Durham crowdfunding conference set July 26
You can find out what the legalization of equity crowdfunding means for New Hampshire startups -- and whether it's the fundraising cure-all that some have proclaimed -- at a half-day conference coming up next week in Durham.
Crowdfunding first gained notice through websites such as Kickstarter and IndieGoGo, which allow creative types like musicians and artists to fund their projects by soliciting small donations from many backers in return for rewards.
But the recent passage of the federal JOBS Act expanded the scope of crowdfunding, making it legal for entrepreneurs to raise capital by selling stakes in their startups through online crowdfunding platforms.
What the legalization of crowd investing means for New Hampshire entrepreneurs will be the subject of the mini-conference, which will be held Thursday, July 26 at the Idea Greenhouse in Durham.
Among the topics it will explore are the various forms of crowdfunding -- including prize/perk, peer lending, equity, and other methods -- and the challenges and opportunities present in each of the forms.
"I believe crowdfunding could have the potential to elevate entrepreneurship to a new level in New Hampshire, but only if we know what we're doing," said Tom Elliot, founder of the Idea Greenhouse, the Durham incubator that will host the conference. "I think it's vital to understand the big picture of all crowdfunding options and to educate people on those, but to also understand where opportunity lies in the equity side."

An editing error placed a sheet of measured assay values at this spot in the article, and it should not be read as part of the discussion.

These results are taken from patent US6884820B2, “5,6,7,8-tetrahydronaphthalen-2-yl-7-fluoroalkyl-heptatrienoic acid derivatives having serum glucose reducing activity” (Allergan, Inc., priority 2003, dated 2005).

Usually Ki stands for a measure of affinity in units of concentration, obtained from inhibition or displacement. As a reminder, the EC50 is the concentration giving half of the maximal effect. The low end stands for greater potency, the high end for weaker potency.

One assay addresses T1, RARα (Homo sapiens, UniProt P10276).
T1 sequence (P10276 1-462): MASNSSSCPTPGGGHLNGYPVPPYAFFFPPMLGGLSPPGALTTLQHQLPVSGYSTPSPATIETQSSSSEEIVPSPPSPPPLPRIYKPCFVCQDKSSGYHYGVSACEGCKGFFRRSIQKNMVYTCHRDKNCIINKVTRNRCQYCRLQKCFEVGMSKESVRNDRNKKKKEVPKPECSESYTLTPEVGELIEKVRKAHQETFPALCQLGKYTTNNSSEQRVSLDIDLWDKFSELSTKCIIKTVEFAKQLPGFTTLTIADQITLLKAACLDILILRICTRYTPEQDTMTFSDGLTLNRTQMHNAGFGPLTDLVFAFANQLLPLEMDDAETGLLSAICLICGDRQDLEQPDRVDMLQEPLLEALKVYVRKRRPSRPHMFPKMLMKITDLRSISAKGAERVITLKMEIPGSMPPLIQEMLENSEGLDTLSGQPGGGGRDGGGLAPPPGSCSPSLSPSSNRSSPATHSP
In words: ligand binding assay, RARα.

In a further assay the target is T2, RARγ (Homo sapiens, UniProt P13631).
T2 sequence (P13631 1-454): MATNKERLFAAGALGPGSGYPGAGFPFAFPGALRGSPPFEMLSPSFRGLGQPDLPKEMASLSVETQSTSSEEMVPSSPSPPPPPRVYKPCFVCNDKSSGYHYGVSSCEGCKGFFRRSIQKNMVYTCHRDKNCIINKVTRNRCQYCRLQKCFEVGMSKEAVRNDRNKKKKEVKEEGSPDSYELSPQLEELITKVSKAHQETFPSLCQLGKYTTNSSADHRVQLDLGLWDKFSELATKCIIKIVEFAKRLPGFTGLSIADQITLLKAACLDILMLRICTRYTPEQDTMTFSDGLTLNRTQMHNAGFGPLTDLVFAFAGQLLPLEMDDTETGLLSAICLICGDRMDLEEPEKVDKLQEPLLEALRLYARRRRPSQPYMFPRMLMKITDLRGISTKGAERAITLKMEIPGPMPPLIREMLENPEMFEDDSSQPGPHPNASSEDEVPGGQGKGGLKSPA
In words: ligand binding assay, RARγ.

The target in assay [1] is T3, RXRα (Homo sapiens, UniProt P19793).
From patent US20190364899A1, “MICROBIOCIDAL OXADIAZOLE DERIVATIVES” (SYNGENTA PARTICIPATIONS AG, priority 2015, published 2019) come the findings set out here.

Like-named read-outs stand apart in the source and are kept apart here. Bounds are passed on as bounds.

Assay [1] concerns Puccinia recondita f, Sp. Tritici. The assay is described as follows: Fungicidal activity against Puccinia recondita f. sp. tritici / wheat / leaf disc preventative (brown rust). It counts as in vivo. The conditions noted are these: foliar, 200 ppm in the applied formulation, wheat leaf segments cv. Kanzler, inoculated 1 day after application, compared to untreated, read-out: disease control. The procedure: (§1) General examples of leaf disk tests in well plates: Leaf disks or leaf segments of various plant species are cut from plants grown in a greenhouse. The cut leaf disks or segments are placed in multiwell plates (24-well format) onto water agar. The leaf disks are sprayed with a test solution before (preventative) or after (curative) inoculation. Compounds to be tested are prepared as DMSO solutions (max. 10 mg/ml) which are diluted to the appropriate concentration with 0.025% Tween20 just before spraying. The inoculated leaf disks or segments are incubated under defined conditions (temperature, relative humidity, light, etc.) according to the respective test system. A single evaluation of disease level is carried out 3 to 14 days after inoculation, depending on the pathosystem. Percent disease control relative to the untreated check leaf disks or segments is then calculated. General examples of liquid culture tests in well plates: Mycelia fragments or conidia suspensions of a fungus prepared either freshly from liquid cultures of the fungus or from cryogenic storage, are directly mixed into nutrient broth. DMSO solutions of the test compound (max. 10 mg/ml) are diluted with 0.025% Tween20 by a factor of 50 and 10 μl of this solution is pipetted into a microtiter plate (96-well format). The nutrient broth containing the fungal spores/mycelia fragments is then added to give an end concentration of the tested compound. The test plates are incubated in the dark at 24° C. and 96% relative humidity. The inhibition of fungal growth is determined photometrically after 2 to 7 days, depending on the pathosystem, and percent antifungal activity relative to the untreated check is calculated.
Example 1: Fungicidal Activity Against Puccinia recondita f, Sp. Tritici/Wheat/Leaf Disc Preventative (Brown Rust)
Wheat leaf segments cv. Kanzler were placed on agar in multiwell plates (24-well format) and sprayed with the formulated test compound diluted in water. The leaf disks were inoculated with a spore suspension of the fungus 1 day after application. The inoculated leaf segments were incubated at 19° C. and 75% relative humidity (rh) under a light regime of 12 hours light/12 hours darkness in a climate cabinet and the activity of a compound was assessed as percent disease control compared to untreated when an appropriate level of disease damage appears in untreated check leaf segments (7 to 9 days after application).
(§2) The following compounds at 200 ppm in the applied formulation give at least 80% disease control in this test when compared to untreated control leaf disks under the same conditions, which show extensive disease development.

Running from 2 to 5 p.m., the conference will include presentations and a panel discussion.
Tom Young, a Durham resident who has successfully used Kickstarter to raise more than $100,000 for two businesses, will kick off the conference with a presentation on "Crowdfunding 101," a background on the history and fundamentals of the form.
Michael Norman, co-founder of WeFunder, an equity crowdfunding platform, will discuss how crowd investing differs from traditional, rewards-based crowdfunding, and why the difference matters.
Matt Benson, a corporate attorney with Cook, Little Rosenblatt and Manson, will present "What Your Lawyer Says About Crowdfunding," which will explore some of the legal challenges of crowd investing in New Hampshire.
The afternoon will wrap up with Elliot's "case study speed round" -- five tales of crowdfunding campaigns -- and a panel discussion among the presenters, moderated by NHBR reporter Kathleen Callahan.
The conference is free to members of the Idea Greenhouse, and $20 for non-members, and is followed by a free networking reception from 5 to 6:30.For more information, or to register, visit http://www.ideagreenhouse.biz/crowdfunding.